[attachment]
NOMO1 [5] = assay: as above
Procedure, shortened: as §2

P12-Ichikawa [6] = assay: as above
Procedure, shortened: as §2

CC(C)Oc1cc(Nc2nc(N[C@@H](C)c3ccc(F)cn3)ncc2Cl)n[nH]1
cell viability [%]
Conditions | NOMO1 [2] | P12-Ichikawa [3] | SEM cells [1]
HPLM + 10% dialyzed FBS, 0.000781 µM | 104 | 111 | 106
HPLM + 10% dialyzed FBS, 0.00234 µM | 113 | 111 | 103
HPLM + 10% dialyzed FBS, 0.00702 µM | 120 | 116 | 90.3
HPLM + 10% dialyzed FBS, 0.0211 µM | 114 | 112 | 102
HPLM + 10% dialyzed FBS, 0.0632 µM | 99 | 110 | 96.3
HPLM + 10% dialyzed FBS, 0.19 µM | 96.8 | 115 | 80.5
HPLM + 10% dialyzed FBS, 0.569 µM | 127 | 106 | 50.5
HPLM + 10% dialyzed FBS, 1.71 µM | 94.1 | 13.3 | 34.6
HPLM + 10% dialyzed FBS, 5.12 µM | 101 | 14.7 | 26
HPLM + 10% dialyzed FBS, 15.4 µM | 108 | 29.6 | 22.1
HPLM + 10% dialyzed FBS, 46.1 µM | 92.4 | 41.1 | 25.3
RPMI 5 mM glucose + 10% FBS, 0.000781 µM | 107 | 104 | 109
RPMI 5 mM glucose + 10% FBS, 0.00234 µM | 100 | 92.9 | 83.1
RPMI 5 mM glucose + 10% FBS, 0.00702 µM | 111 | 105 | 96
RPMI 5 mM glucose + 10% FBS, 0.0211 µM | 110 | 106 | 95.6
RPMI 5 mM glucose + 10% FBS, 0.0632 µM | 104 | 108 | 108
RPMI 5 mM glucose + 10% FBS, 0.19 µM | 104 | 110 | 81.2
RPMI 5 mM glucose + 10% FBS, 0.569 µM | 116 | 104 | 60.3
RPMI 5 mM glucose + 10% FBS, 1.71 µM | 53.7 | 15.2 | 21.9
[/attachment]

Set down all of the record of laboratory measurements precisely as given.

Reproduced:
NOMO1 [5] = assay: as above
Procedure, shortened: as §2

P12-Ichikawa [6] = assay: as above
Procedure, shortened: as §2

CC(C)Oc1cc(Nc2nc(N[C@@H](C)c3ccc(F)cn3)ncc2Cl)n[nH]1
cell viability [%]
Conditions | NOMO1 [2] | P12-Ichikawa [3] | SEM cells [1]
HPLM + 10% dialyzed FBS, 0.000781 µM | 104 | 111 | 106
HPLM + 10% dialyzed FBS, 0.00234 µM | 113 | 111 | 103
HPLM + 10% dialyzed FBS, 0.00702 µM | 120 | 116 | 90.3
HPLM + 10% dialyzed FBS, 0.0211 µM | 114 | 112 | 102
HPLM + 10% dialyzed FBS, 0.0632 µM | 99 | 110 | 96.3
HPLM + 10% dialyzed FBS, 0.19 µM | 96.8 | 115 | 80.5
HPLM + 10% dialyzed FBS, 0.569 µM | 127 | 106 | 50.5
HPLM + 10% dialyzed FBS, 1.71 µM | 94.1 | 13.3 | 34.6
HPLM + 10% dialyzed FBS, 5.12 µM | 101 | 14.7 | 26
HPLM + 10% dialyzed FBS, 15.4 µM | 108 | 29.6 | 22.1
HPLM + 10% dialyzed FBS, 46.1 µM | 92.4 | 41.1 | 25.3
RPMI 5 mM glucose + 10% FBS, 0.000781 µM | 107 | 104 | 109
RPMI 5 mM glucose + 10% FBS, 0.00234 µM | 100 | 92.9 | 83.1
RPMI 5 mM glucose + 10% FBS, 0.00702 µM | 111 | 105 | 96
RPMI 5 mM glucose + 10% FBS, 0.0211 µM | 110 | 106 | 95.6
RPMI 5 mM glucose + 10% FBS, 0.0632 µM | 104 | 108 | 108
RPMI 5 mM glucose + 10% FBS, 0.19 µM | 104 | 110 | 81.2
RPMI 5 mM glucose + 10% FBS, 0.569 µM | 116 | 104 | 60.3
RPMI 5 mM glucose + 10% FBS, 1.71 µM | 53.7 | 15.2 | 21.9